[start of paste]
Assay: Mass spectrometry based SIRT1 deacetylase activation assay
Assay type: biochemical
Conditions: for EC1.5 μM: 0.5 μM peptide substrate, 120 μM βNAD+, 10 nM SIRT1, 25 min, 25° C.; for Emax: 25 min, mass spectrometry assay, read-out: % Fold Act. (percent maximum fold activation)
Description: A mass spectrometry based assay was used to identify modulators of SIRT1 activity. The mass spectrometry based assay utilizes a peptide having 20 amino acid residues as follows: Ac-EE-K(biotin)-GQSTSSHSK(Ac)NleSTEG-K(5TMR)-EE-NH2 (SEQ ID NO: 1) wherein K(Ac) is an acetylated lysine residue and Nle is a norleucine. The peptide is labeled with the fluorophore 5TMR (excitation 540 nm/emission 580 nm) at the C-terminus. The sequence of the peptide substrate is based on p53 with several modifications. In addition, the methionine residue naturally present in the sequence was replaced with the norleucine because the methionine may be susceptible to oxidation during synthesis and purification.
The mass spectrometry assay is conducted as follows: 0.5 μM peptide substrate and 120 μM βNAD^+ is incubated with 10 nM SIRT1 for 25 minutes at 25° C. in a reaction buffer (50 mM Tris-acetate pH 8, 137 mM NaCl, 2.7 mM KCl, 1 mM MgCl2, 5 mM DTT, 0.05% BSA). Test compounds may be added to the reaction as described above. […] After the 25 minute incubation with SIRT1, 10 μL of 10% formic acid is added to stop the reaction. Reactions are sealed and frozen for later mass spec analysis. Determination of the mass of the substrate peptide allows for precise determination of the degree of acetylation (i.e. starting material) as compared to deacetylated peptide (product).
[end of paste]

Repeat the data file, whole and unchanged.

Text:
Assay: Mass spectrometry based SIRT1 deacetylase activation assay
Assay type: biochemical
Conditions: for EC1.5 μM: 0.5 μM peptide substrate, 120 μM βNAD+, 10 nM SIRT1, 25 min, 25° C.; for Emax: 25 min, mass spectrometry assay, read-out: % Fold Act. (percent maximum fold activation)
Description: A mass spectrometry based assay was used to identify modulators of SIRT1 activity. The mass spectrometry based assay utilizes a peptide having 20 amino acid residues as follows: Ac-EE-K(biotin)-GQSTSSHSK(Ac)NleSTEG-K(5TMR)-EE-NH2 (SEQ ID NO: 1) wherein K(Ac) is an acetylated lysine residue and Nle is a norleucine. The peptide is labeled with the fluorophore 5TMR (excitation 540 nm/emission 580 nm) at the C-terminus. The sequence of the peptide substrate is based on p53 with several modifications. In addition, the methionine residue naturally present in the sequence was replaced with the norleucine because the methionine may be susceptible to oxidation during synthesis and purification.
The mass spectrometry assay is conducted as follows: 0.5 μM peptide substrate and 120 μM βNAD^+ is incubated with 10 nM SIRT1 for 25 minutes at 25° C. in a reaction buffer (50 mM Tris-acetate pH 8, 137 mM NaCl, 2.7 mM KCl, 1 mM MgCl2, 5 mM DTT, 0.05% BSA). Test compounds may be added to the reaction as described above. […] After the 25 minute incubation with SIRT1, 10 μL of 10% formic acid is added to stop the reaction. Reactions are sealed and frozen for later mass spec analysis. Determination of the mass of the substrate peptide allows for precise determination of the degree of acetylation (i.e. starting material) as compared to deacetylated peptide (product).